What Is a Common Size Balance Sheet?
A common size balance sheet is a balance sheet that displays both the numeric value and relative percentage for total assets, total liabilities, and equity accounts. Common size balance sheets are used by internal and external analysts and are not a reporting requirement of generally accepted accounting principles (GAAP).
- Common size balance sheets show numeric values and their relative percentages for total assets, liabilities, and equity accounts.
- This form of balance sheet is not required for generally accepted accounting principles (GAAP) reporting.
- The advantages of common size balance sheets are that they allow for quick comparison across line items against their total value, such as a single asset compared to the value of total assets.
- Common size balance sheets also allow internal and external stakeholders to analyze trend lines and see any major changes that may have occurred in the balance sheet.
Common Size Balance Sheet
What Is the Purpose of a Common Size Balance Sheet?
A common size balance sheet allows for the relative percentage of each asset, liability, and equity account to be quickly analyzed. Any single asset line item is compared to the value of total assets. Likewise, any single liability is compared to the value of total liabilities, and any equity account is compared to the value of total equity. For this reason, each major classification of account will equal 100%, as all smaller components will add up to the major account classification.
Common size balance sheets are not required under generally accepted accounting principles, nor is the percentage information presented in these financial statements required by any regulatory agency. Although the information presented is useful to financial institutions and other lenders, a common size balance sheet is typically not required during the application for a loan.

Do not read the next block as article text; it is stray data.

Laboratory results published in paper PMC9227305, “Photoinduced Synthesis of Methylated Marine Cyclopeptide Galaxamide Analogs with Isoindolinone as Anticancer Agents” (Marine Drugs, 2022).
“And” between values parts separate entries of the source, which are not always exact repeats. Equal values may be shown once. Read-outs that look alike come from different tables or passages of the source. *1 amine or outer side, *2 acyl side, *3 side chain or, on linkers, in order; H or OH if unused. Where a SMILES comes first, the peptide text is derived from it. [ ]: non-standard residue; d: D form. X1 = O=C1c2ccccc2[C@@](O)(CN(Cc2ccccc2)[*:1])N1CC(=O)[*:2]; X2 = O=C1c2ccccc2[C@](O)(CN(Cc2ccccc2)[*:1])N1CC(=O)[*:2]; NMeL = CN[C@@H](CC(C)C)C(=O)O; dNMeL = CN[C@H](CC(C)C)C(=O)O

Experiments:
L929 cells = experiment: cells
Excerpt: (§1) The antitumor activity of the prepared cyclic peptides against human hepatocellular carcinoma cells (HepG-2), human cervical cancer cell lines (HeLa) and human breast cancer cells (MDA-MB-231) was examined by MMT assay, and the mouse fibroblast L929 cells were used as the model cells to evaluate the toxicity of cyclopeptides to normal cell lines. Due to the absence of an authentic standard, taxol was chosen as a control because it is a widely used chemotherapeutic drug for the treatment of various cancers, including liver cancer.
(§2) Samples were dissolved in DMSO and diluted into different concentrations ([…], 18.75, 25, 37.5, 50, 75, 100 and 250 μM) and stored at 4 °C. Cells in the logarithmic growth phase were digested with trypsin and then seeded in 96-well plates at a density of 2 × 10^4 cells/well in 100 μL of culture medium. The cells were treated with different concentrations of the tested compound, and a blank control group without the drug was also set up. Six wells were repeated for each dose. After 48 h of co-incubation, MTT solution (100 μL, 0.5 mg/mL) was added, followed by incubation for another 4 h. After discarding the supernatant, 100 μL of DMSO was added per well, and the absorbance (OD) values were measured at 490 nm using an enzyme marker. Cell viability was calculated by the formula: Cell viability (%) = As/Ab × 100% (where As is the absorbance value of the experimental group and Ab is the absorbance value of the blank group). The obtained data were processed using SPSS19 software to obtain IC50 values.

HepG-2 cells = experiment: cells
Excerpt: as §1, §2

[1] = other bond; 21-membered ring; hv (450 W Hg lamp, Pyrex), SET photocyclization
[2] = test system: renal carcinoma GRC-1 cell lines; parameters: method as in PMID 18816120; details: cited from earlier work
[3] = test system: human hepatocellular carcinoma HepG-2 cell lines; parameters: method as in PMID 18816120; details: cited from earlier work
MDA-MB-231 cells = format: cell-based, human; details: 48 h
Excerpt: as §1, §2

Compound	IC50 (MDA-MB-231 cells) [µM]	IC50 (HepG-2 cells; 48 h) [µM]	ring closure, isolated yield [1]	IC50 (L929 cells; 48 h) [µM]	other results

Although common-size balance sheets are most typically utilized by internal management, they also provide useful information to external parties, including independent auditors. The most valuable aspect of a common size balance sheet is that it supports ease of comparability. The common size balance sheet shows the makeup of a company's various assets and liabilities through the presentation of percentages, in addition to absolute dollar values. This affords the ability to quickly compare the historical trend of various line items or categories and provides a baseline for comparison of two firms of different market capitalizations. Additionally, the relative percentages may be compared across companies and industries.
Example of a Common Size Balance Sheet
A company has $8 million in total assets, $5 million in total liabilities, and $3 million in total equity. The company has $1 million in cash, which is part of its total assets. Here, the cash represents $1 million of the $8 million in total assets. Therefore, along with reporting the dollar amount of cash, the common size financial statement includes a column that reports that cash represents 12.5% ($1 million divided by $8 million) of total assets.
The common size balance sheet reports the total assets first in order of liquidity. Liquidity refers to how quickly an asset can be turned into cash without affecting its value. For this reason, the top line of the financial statement would list the cash account with a value of $1 million.
What Is the Common Size Balance Sheet Formula?
The common size balance sheet formula takes a line item divided by the base amount times 100 for a given period.
For the balance sheet, line items are typically divided by total assets. If Company A has $1,000 in cash and $5,000 in total assets this would be presented in a separate column as 20% in a common size balance sheet.
In income statements, line items are most often divided by total revenues or total sales. If Company A had $2,000 in operating expenses and $4,000 in total revenues, the operating expenses would be presented as 50%.
What Is Another Name for Common Size Analysis?
Common size analysis is used interchangeably with vertical analysis. This type of analysis is used to analyze a company's financial statements to identify patterns, trend lines, and compare a company against competitors. When figures are expressed as a percentage of a whole, analysts can assess how each part contributes relative to another.
What Are the Advantages of Common Size Balance Sheets?
While common size balance sheets are not a requirement of generally accepted accounting principles (GAAP), they offer a number of benefits to both internal and external parties. The main benefits are that they allow for quick comparison across line items, identifying patterns, spotting significant changes in a company's financial statement, comparing different sized companies in the same industry, and seeing the ratios of various line items as part of the total assets or total revenue of a company.